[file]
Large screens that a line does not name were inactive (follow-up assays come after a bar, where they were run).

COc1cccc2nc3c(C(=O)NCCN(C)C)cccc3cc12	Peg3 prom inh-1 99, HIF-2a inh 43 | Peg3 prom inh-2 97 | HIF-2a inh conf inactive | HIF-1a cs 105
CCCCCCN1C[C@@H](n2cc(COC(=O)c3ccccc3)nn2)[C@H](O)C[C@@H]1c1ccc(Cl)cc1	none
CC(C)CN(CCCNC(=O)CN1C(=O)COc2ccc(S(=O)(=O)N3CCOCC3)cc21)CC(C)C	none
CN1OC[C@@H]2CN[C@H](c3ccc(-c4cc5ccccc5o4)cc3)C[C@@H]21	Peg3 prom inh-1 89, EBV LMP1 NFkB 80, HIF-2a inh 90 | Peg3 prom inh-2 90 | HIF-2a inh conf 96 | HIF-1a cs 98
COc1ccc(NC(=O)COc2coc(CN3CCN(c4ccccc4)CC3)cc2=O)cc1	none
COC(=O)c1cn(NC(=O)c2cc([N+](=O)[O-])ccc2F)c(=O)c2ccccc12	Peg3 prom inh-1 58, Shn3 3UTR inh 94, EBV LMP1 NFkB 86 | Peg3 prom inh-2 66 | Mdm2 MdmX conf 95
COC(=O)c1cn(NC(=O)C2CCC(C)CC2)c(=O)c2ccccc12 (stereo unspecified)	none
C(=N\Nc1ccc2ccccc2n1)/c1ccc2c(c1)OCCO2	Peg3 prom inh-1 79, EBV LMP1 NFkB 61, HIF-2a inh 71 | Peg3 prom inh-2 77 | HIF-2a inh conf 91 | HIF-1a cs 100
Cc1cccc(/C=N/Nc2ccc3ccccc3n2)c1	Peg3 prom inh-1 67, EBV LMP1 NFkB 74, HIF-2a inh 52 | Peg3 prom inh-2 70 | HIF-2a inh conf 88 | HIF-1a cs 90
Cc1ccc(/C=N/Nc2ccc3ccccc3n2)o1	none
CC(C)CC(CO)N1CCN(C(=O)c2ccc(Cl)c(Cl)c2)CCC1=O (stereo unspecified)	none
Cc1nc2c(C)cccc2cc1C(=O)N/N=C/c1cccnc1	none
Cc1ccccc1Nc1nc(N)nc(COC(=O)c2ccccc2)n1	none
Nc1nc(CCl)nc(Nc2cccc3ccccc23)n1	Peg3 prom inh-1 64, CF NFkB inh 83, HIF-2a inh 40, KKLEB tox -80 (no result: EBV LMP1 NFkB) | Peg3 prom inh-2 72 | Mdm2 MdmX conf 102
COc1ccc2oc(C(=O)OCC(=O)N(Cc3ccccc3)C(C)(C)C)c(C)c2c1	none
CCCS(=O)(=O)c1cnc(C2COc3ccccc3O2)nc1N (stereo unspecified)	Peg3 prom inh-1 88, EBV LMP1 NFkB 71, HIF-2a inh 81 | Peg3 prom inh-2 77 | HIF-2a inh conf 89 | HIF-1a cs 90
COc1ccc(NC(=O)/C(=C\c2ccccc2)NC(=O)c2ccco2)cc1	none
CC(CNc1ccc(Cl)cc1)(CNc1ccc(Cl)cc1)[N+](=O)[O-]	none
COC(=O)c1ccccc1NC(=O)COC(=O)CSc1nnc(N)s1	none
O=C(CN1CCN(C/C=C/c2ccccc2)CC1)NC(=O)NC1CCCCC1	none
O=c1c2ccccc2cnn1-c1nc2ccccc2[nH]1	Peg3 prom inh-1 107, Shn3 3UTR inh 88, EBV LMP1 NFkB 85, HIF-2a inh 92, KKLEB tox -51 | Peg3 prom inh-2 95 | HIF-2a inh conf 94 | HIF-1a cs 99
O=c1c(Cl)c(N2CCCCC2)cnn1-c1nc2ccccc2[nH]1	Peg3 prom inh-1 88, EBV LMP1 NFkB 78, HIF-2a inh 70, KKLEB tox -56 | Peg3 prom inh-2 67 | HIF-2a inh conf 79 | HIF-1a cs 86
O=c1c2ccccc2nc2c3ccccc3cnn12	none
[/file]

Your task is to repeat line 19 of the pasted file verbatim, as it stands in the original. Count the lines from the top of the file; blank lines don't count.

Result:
CC(CNc1ccc(Cl)cc1)(CNc1ccc(Cl)cc1)[N+](=O)[O-]	none